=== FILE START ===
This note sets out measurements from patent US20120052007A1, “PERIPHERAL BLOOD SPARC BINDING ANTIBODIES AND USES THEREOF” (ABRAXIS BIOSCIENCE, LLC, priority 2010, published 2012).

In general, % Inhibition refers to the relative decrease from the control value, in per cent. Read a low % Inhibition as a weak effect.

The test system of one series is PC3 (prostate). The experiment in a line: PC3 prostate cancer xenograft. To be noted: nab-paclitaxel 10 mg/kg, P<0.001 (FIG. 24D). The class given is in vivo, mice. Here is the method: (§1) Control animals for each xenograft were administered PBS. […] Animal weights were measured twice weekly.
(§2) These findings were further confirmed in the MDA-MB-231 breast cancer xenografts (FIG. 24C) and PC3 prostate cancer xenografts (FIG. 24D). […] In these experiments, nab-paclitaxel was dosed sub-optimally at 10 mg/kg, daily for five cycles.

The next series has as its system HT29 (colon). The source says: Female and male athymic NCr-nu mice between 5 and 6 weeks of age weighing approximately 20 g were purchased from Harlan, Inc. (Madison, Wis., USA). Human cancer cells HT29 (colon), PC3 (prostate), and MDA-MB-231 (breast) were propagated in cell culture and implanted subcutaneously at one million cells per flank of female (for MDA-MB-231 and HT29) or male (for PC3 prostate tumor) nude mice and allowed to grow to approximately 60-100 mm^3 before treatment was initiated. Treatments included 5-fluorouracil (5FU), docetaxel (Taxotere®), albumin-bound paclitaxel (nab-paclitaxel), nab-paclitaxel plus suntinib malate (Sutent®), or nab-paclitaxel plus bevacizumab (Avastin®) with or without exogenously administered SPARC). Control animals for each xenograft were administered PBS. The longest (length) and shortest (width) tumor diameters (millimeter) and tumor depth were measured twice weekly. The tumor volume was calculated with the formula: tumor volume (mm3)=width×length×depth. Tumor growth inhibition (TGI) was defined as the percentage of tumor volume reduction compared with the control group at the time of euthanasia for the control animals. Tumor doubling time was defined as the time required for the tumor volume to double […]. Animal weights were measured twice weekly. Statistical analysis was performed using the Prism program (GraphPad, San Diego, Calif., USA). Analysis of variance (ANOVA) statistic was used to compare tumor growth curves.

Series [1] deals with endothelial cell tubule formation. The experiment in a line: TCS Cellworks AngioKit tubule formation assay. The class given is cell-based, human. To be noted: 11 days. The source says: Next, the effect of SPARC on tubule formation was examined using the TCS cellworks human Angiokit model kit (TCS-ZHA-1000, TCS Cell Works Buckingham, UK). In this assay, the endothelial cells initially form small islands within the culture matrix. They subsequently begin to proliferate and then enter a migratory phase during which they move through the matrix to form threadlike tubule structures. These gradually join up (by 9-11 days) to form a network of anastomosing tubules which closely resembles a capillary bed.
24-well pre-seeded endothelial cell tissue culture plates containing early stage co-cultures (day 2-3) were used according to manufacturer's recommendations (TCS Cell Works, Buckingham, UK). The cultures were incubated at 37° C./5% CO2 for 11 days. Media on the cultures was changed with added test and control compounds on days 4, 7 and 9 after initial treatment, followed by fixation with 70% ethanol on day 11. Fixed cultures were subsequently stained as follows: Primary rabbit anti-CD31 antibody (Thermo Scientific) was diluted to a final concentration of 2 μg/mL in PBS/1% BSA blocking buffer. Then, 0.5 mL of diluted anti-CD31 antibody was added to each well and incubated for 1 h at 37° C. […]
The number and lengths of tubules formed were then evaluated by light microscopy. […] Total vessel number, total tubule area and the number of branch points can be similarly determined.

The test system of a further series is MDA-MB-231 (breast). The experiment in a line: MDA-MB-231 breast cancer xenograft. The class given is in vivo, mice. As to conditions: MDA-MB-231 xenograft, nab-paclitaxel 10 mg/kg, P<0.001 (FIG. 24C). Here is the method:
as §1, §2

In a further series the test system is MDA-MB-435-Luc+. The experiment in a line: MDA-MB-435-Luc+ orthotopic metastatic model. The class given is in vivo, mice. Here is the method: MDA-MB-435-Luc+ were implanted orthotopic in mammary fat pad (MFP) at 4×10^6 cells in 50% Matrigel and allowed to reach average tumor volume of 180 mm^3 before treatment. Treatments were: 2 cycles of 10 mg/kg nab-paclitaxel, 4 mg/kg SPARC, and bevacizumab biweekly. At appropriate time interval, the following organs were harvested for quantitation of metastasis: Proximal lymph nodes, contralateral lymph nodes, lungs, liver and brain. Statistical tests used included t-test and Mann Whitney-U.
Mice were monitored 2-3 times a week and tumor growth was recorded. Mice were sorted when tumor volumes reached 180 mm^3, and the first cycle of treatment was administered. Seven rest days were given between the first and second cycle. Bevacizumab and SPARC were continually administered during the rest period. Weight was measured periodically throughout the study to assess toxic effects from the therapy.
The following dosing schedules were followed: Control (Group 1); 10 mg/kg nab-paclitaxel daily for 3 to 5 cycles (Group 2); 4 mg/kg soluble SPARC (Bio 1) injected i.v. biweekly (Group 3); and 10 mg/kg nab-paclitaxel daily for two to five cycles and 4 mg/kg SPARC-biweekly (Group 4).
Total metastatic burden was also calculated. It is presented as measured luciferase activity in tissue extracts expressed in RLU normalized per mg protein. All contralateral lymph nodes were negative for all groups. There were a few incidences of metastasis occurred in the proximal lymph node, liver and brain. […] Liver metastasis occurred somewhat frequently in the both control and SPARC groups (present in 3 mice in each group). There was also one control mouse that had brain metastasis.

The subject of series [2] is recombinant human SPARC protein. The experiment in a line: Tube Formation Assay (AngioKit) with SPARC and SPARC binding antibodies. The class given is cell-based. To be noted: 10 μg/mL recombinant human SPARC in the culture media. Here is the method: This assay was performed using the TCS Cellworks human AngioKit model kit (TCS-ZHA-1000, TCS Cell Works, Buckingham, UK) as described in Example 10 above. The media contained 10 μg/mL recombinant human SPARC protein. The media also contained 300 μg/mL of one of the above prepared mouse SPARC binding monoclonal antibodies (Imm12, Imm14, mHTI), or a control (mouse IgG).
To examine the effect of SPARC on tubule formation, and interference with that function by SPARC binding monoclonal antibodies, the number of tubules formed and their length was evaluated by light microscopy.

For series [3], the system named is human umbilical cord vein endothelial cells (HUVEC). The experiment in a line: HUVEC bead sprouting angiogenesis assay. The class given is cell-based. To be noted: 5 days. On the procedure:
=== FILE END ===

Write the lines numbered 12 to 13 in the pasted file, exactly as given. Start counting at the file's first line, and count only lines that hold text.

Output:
Mice were monitored 2-3 times a week and tumor growth was recorded. Mice were sorted when tumor volumes reached 180 mm^3, and the first cycle of treatment was administered. Seven rest days were given between the first and second cycle. Bevacizumab and SPARC were continually administered during the rest period. Weight was measured periodically throughout the study to assess toxic effects from the therapy.
The following dosing schedules were followed: Control (Group 1); 10 mg/kg nab-paclitaxel daily for 3 to 5 cycles (Group 2); 4 mg/kg soluble SPARC (Bio 1) injected i.v. biweekly (Group 3); and 10 mg/kg nab-paclitaxel daily for two to five cycles and 4 mg/kg SPARC-biweekly (Group 4).